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In February 2012, 49 state attorneys general and the federal government announced a historic joint state-federal settlement with the country’s five largest mortgage servicers:
This bipartisan settlement will provide as much as $25 billion in:
- Relief to distressed borrowers in the states who signed on to the settlement; and
- Direct payments to signing states and the federal government.
It’s the largest consumer financial protection settlement in US history.
The agreement settles state and federal investigations finding that the country’s five largest mortgage servicers routinely signed foreclosure related documents outside the presence of a notary public and without really knowing whether the facts they contained were correct. Both of these practices violate the law.
The settlement provides benefits to borrowers in the signing states whose loans are owned by the settling banks as well as to many of the borrowers whose loans they service. Borrowers from Oklahoma will not be eligible for any of the relief directly to homeowners because Oklahoma elected not to join the settlement.
KEY PROVISIONS OF THE SETTLEMENT
Immediate aid to homeowners needing loan modifications now, including first and second lien principal reduction. The servicers are required to work off up to $17 billion in principal reduction and other forms of loan modification relief nationwide.
State attorneys general anticipate the settlement’s requirement for principal reduction will show other lenders that principal reduction is one effective tool in combating foreclosure and that it will not lead to widespread defaults by borrowers who really can afford to pay.
Immediate aid to borrowers who are current, but whose mortgages currently exceed their home’s value. Borrowers will be able to refinance at today’s historically low interest rates. Servicers will have to provide up to $3 billion in refinancing relief nationwide.
Payments to borrowers who lost their homes to foreclosure with no requirement to prove financial harm and without having to release private claims against the servicers or the right to participate in the OCC review process. $1.5 billion will be distributed nationwide to eligible borrowers . The National Mortgage Settlement Administrator will mail Notice Letters and Claim Forms in late September through early October 2012 to approximately 2 million borrowers who lost their home due to foreclosure between January 1, 2008 and December 31 2011 and whose loans were serviced by one of the five mortgage servicers that are parties to the settlement. These materials will explain to you how to get your payment if you are eligible. If you have further questions after reading this material, you can contact the National Mortgage Settlement Administrator at 1-866-430-8358.
Immediate payments to signing states to help fund consumer protection and state foreclosure protection efforts.
First ever nationwide reforms to servicing standards; something that no other federal or state agency has been able to achieve. These servicing standards require single point of contact, adequate staffing levels and training, better communication with borrowers, and appropriate standards for executing documents in foreclosure cases, ending improper fees, and ending dual-track foreclosures for many loans.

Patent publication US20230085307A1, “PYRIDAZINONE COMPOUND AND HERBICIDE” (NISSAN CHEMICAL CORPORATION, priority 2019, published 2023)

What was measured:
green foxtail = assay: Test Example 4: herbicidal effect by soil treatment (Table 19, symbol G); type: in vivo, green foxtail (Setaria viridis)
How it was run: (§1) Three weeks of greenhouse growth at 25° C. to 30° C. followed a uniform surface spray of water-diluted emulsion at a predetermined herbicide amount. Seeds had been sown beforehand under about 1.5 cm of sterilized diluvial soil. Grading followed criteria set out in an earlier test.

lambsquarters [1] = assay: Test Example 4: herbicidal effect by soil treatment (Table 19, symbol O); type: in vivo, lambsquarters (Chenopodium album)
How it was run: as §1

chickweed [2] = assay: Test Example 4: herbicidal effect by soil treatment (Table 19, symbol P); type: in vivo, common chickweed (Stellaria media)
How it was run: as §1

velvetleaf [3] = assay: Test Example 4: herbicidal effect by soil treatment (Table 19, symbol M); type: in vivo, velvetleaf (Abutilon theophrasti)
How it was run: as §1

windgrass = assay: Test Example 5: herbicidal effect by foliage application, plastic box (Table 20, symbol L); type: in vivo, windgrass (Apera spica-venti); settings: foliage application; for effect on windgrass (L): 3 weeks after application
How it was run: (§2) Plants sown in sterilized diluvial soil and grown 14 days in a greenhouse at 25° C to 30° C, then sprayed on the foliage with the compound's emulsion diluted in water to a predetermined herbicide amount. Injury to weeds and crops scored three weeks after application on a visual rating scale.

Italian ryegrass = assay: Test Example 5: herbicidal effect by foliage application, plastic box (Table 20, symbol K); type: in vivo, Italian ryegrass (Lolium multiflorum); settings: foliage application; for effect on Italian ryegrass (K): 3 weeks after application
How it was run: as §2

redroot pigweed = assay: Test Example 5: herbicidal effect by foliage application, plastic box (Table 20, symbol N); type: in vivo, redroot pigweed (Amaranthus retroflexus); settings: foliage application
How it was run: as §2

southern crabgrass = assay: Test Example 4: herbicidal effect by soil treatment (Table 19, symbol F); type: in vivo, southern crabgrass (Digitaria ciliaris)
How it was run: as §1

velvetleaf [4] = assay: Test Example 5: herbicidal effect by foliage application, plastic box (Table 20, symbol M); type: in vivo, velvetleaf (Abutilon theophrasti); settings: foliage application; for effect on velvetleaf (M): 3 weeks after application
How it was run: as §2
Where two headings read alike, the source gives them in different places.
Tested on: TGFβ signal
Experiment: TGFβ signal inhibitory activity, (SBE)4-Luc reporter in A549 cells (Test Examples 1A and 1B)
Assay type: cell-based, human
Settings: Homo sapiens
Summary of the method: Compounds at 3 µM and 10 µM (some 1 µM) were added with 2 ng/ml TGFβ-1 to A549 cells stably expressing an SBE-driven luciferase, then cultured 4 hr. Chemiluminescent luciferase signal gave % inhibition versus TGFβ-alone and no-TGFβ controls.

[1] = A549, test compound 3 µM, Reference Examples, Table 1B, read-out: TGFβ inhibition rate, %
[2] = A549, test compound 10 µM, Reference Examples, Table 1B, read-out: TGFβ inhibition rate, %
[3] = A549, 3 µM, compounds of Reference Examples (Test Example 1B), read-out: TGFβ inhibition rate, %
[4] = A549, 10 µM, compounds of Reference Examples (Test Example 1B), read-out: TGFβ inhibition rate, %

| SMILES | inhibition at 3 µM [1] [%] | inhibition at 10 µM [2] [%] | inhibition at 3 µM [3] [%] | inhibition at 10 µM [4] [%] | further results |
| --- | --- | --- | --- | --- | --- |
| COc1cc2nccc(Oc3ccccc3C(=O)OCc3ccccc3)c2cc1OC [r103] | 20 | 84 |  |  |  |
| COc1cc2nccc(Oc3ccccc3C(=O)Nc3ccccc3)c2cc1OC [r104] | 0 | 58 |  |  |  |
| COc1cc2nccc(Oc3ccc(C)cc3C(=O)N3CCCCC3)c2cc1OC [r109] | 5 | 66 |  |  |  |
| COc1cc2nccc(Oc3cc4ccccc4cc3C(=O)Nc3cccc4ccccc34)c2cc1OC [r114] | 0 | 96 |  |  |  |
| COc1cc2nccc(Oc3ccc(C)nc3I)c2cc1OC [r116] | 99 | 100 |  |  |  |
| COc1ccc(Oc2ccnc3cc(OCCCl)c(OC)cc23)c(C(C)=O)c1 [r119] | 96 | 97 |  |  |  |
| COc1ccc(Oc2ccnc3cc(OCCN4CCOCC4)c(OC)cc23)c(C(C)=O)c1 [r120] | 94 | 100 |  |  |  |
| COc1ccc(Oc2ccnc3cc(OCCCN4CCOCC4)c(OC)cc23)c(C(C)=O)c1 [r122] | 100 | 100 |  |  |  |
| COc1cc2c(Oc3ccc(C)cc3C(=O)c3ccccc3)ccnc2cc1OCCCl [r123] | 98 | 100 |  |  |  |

State AG oversight of national banks for the first time. Something no court could award.
- National banks will be required to regularly report compliance with the settlement to an independent, outside monitor that reports to state Attorneys General.
- Servicers will have to pay heavy penalties for non-compliance with the settlement, including missed deadlines.
BANKS ARE STILL ACCOUNTABLE FOR OTHER CLAIMS NOT COVERED BY THIS SETTLEMENT
This agreement holds the banks accountable for their wrongdoing on robo-signing and mortgage servicing. This settlement does not seek to hold them responsible for all their wrongs over the years and the agreement and its release preserve legal options for others to pursue.
Specifically, this settlement does not:
- Release any criminal liability or grant any criminal immunity.
- Release any private claims by individuals or any class action claims.
- Release claims related to the securitization of mortgage backed securities that were at the heart of the financial crisis.
- Release claims against Mortgage Electronic Registration Systems or MERSCORP.
- Release any claims by a state that chooses not to sign the settlement.
- End state attorneys general investigations of Wall Street related to financial fraud or the financial crisis.
The agreement settles only some aspects of the banks conduct related to the financial crisis (foreclosure practices, loan servicing, and origination of loans) in return for the second largest state attorneys general recovery in history and direct relief to distressed borrowers while they can still use it.
State cases against the rating agencies and bid-rigging in the municipal bond market, for example, continue. Claims and investigations against MERS and how Wall Street packaged mortgages into securities also continue.
On January 27 U.S. Attorney General Eric Holder along with Housing and Urban Development (HUD) Secretary Shaun Donovan, Securities and Exchange Commission (SEC) Director of Enforcement Robert Khuzami and New York Attorney General Eric Schneiderman announced the formation of the Residential Mortgage-Backed Securities Working Group. The working group will investigate those responsible for misconduct contributing to the financial crisis through the pooling and sale of residential mortgage-backed securities.